Lyft capitalizes on Uber’s no good, very bad year, reports a stellar 2017

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Uber may have had an abysmal 2017, with a massive data breach, lost licenses, and too many lawsuits to count. But here to keep you from getting too down on the future of ridesharing is Lyft, whikh has proven once and for all that the best way to get on top is to be everything your competition is not. So as Uber went low in 2017, Lyft managed to go high, and recently, the company unveiled what it calls its 2017 Economic Impact report. Keep in mind, of course, that these are self-reported numbers, but all the same, they’re pretty impressive.

“Together with our drivers and passengers, Lyft is making a positive mark on communities across the nation,” the company emphasized in its report. For starters, the company says that Lyft passengers were particularly generous, spending an additional $2 billion in their respective communities. Lyft drivers, on the other hand, managed to double their earnings in 2017 to $3.6 billion. That figure, the company noted, does not include tips, which alone accounted for $240 million in earnings. This represents a 120-percent increase over 2016. In total, Lyft gave passengers 375.5 million rides, which equates to 92 million travel hours or $3.2 billion saved compared to other forms of transportation, the company says. Its busiest day, unsurprisingly, was New Year’s Eve, with more than two million rides given.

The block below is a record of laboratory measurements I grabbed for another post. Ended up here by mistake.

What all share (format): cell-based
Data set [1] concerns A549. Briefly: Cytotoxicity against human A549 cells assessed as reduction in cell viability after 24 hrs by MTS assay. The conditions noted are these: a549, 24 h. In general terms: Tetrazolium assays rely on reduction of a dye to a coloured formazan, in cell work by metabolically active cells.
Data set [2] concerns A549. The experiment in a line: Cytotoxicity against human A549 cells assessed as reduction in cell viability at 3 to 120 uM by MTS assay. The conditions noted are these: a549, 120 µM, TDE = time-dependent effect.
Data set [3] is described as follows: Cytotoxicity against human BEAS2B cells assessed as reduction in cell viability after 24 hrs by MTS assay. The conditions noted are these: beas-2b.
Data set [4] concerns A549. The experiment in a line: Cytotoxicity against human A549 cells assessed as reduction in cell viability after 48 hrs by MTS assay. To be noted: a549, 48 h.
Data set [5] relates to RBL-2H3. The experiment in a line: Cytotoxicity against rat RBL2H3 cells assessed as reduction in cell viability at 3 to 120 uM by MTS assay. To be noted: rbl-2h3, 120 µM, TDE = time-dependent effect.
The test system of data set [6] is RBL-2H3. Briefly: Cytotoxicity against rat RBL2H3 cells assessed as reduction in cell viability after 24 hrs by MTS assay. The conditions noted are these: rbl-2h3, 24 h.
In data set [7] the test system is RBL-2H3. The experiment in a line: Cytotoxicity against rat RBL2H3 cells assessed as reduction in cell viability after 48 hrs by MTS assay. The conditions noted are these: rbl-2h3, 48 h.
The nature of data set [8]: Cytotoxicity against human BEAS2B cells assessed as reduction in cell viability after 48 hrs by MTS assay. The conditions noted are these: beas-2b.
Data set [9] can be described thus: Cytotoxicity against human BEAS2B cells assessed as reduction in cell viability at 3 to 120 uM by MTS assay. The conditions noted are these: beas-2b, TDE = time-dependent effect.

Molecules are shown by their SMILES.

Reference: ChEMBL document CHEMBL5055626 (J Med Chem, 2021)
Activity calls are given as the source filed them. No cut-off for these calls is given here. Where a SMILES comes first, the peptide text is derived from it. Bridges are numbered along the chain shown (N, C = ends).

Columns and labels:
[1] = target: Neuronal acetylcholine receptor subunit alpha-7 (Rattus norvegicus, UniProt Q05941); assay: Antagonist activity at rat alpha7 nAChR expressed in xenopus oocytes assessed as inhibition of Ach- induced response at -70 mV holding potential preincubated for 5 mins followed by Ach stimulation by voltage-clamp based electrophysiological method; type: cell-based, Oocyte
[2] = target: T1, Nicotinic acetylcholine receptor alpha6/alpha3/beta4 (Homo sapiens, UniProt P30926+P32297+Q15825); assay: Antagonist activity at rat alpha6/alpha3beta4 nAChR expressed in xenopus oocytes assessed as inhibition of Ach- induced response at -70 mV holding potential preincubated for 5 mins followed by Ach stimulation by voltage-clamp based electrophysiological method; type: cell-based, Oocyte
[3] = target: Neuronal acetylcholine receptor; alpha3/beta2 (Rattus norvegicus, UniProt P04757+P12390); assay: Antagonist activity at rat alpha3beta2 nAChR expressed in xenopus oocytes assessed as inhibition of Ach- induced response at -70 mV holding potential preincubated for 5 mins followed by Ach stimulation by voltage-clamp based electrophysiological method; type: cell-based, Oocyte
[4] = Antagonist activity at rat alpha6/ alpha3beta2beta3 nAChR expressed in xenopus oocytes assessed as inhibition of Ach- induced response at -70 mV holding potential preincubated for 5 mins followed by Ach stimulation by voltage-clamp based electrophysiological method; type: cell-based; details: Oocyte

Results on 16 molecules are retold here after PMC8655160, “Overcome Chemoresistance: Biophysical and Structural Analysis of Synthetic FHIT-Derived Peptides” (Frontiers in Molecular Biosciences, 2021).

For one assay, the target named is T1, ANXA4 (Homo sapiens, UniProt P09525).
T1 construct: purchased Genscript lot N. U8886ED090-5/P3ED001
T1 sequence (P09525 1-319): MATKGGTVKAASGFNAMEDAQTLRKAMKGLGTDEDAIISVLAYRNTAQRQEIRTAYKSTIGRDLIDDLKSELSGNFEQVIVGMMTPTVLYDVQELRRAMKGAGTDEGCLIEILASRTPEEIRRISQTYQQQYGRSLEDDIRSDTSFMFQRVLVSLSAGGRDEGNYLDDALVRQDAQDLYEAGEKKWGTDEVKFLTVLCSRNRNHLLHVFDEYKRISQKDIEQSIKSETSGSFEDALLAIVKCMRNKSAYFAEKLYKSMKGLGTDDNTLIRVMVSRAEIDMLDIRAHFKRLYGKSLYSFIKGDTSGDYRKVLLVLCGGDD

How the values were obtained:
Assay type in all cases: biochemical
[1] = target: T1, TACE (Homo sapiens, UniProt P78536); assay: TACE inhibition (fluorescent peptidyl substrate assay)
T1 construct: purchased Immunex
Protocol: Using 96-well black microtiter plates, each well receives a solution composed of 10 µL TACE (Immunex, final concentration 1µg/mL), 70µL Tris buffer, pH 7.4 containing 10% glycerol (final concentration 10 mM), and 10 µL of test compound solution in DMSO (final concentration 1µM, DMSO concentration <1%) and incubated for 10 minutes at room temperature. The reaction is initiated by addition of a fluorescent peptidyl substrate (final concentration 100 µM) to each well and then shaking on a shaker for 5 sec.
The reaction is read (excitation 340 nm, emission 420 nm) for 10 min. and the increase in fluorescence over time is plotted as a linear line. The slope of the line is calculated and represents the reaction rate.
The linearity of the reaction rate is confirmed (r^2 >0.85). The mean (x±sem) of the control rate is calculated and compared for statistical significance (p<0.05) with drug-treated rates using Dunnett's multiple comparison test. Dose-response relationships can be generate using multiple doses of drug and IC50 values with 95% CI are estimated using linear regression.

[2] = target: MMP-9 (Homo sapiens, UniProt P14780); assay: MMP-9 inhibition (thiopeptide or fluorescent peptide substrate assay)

Those nearly 400 million rides represents 130 percent growth when measured year over year, and were given to 23 million unique passengers, which is a 92-percent year-over-year increase. Lyft also managed to double the number of drivers on its platform to 1.4 million in 2017.

Perhaps most intriguing, however, is Lyft’s claim that it has managed to reduce the number of personal cars on the road. In 2017, Lyft says that nearly 250,000 passengers decided to do away with their personal vehicles because of a ridesharing alternative. The company also claims that 50 percent of its users reported driving themselves less thanks to the Lyft platform, and 25 percent no longer feel owning a car is particularly important. If this proves to be widely true of not only Lyft passengers, but those of other ridesharing services as well, we could soon be seeing far fewer cars on the road. And that, friends, is a future worth looking forward to.

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